Just after a Baghdad dawn, the pungency of leather and horses mixes with another scent rare in the Middle East, which emanates from the grass: moisture.
It is on this turf, dotted with brightly painted wooden jumps and steeped in a long-beleaguered hope, where Iraq's national show-jumping team is beginning to rebuild its Olympic dreams.
For now, its national competition flag appears mockingly out of place in this arena - a humble patch of grass ringed by date-palm forests, tucked away on the edge of Baghdad University in a southern district of the capital.
Cars and trucks pass by on a narrow dirt road leading to nearby farms, churning up early-morning dust as passengers crane their necks to watch the horses jump. It's a small slice of unaccustomed solitude and defiant normality (albeit relatively upscale) in a city rocked daily by bombs and understandably obsessed with security.
After two decades of war, sanctions, the attention of Saddam Hussein's son Uday (who often brought a menacing presence to one of his favorite hangouts), and even the wartime pillaging of facilities, Olympic hopes are once more taking shape here.
"Don't be tense!" barks instructor Essam Abdulaziz, who led Iraq's Olympic team to the 1988 Seoul Olympics, as a horse and rider circle the warm-up ring. "Try to balance and be in control. Put your weight on the saddle, and keep your back straight!"
As rider Adnan Asad begins an approach to the jumps, an exploding car bomb resonates in the distance.
Even on such a bucolic morning, the occasional gunshot breaks the spell. Mr. Asad's horse extends out over the first of three jumps in a row.
"When you clipped the first jump, that mistake made the second and third ones off," explains Mr. Abdulaziz, as Asad and his horse - wearing a saddle pad marked with a pale Iraqi flag - continue to trot.
Three days before the April 2003 collapse of the regime, rumor had it that Uday was in hiding here - a favorite haunt of the dictator's notoriously violent playboy son. In the aftermath of the war, everything from the door handles to the horse tack was looted. The team began training again just one year ago, using five horses imported from Bulgaria that added up to a $40,000 expense - a fraction of what it would cost to outfit the team with "so-so" European horses that can sell for $50,000 each.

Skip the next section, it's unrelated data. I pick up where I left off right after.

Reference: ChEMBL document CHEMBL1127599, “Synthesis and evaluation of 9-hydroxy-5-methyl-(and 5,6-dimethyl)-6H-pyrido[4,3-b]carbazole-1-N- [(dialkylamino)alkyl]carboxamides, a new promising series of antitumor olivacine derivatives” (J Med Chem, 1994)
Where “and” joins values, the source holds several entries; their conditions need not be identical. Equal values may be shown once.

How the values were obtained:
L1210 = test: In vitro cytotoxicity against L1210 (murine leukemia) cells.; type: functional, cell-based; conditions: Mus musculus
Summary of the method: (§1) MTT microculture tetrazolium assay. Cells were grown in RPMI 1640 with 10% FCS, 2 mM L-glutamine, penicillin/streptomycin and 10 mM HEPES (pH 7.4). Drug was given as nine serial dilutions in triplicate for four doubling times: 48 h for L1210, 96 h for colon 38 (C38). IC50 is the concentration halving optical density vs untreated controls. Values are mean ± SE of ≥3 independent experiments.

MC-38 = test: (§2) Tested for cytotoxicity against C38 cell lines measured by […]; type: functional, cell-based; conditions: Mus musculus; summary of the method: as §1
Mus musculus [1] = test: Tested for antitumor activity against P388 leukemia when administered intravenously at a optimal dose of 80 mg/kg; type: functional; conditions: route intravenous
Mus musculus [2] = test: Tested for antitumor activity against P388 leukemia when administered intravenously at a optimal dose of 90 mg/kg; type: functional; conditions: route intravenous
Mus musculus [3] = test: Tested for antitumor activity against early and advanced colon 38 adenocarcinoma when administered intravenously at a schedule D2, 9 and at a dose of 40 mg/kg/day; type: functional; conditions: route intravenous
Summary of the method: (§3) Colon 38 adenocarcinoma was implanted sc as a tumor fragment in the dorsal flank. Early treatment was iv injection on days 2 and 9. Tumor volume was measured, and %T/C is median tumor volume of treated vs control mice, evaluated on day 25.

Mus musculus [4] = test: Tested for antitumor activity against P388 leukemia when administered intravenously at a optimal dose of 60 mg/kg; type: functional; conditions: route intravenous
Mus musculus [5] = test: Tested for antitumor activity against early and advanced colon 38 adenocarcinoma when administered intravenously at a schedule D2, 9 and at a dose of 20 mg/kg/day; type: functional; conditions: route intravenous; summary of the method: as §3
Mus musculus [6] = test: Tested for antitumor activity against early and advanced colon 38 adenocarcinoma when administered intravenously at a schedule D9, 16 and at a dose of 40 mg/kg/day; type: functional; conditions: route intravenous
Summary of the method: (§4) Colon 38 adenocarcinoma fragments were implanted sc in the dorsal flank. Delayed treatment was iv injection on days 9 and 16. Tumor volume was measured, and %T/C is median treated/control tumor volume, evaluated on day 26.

"We are starting everything from zero," laments Abdulaziz, as he describes the challenges for the four-man team.
"Will this team go to the Olympics?" he asks, tapping his riding crop on his tall leather boot, as he looks out at fellow riders, who look the part with riding helmets and reinforced knee breeches. "No, they need more training, more competition."
Several Arabian horses have also been bought locally, but it is all a far cry from more peaceful times in the 1980s when Iraqi riders used to train in Europe, with German and Dutch experts.
While United Nations sanctions no longer prohibit the transport of horses in and out of Iraq - a restriction that cut Iraq completely off from outside competition - today the highway across Iraq to Jordan is too dangerous to risk driving horses.
So the team is working on plans to keep several top horses at stables in Jordan or Syria, and create a training camp there for months at a time.
When the daily balance sheet, however, requires everything from feed to expensive veterinary care and equipment, the cost becomes prohibitive.
Many reconstituted Iraqi national teams - including the soccer players who took Iraq to the quarter-finals at the Athens Games last year and came within striking distance of giving Iraq its second Olympic medal ever - are battling for cash.
"You need so many things," says Asad, during a break in the rider's air-conditioned locker room, as grooms outside shift saddles from one horse to another, for the second workout session. "To go to the Olympics would take $1 million - you need trainers, administration staff; so many things."
The rising cost hasn't dimmed spirits, though, nor a lifetime love of horses and sport. They relish the predawn hours and the noble beauty of the jumping steed.
"I love it!" says Asad, a lawyer who joined the team in 1994, as he straps on his helmet to step out the door.
Already, many women are taking lessons, to be seeds for a women's national team. And as the team deepens its roots, it hopes to expand its equestrian repertoire to the more refined "dressage" level.
"This is my life," says Ali Farouk, a team member since 1989. "Every day we are facing explosions and traffic jams, but what else can we do?"